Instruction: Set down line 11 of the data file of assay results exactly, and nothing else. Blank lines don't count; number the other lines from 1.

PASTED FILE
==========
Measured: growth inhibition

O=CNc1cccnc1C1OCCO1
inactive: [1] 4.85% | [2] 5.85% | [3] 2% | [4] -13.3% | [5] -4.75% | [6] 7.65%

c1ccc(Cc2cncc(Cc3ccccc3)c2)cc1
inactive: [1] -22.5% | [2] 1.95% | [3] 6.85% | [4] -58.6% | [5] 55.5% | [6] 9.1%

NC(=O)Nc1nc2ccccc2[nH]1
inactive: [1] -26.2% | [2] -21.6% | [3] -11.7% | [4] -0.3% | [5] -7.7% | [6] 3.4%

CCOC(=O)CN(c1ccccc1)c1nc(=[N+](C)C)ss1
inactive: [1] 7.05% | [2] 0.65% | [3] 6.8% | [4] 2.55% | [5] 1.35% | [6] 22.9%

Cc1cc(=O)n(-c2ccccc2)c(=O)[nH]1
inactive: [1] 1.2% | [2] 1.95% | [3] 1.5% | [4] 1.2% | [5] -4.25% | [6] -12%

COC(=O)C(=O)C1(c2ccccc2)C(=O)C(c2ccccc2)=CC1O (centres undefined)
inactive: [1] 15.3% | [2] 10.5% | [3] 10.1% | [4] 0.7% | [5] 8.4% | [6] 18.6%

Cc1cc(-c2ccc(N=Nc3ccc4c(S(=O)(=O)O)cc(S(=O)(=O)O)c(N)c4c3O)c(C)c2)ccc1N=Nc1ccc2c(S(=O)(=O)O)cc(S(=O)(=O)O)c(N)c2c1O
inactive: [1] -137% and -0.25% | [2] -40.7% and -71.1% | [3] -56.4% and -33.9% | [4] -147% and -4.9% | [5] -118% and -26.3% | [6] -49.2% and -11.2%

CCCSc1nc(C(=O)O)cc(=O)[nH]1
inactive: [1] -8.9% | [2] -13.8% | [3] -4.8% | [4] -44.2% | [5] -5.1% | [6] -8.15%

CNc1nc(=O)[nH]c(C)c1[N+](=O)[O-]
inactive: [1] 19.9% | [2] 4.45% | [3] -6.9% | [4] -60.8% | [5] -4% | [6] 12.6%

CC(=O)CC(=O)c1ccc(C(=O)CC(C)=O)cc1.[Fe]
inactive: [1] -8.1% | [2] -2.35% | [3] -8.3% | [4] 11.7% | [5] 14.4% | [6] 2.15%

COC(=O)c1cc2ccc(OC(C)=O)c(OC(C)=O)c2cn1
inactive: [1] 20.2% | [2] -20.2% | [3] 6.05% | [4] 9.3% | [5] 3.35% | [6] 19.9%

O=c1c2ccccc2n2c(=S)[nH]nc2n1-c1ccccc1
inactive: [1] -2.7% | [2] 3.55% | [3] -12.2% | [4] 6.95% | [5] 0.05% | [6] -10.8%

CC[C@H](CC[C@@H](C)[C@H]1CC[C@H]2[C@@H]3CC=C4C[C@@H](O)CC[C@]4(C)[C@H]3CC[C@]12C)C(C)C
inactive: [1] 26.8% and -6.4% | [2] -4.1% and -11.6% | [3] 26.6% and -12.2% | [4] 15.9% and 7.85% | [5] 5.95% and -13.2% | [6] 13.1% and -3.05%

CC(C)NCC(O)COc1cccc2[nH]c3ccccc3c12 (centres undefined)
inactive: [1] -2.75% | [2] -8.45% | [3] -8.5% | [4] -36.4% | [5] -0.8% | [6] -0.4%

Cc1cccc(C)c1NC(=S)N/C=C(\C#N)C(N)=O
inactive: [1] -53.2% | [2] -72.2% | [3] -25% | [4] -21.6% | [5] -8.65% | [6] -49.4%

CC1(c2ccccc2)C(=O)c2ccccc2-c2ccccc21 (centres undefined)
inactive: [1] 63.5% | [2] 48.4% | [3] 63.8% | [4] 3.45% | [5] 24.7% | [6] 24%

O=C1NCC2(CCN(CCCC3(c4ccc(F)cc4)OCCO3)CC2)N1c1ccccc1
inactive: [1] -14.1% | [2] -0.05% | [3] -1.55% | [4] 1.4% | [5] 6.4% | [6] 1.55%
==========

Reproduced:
inactive: [1] 1.2% | [2] 1.95% | [3] 1.5% | [4] 1.2% | [5] -4.25% | [6] -12%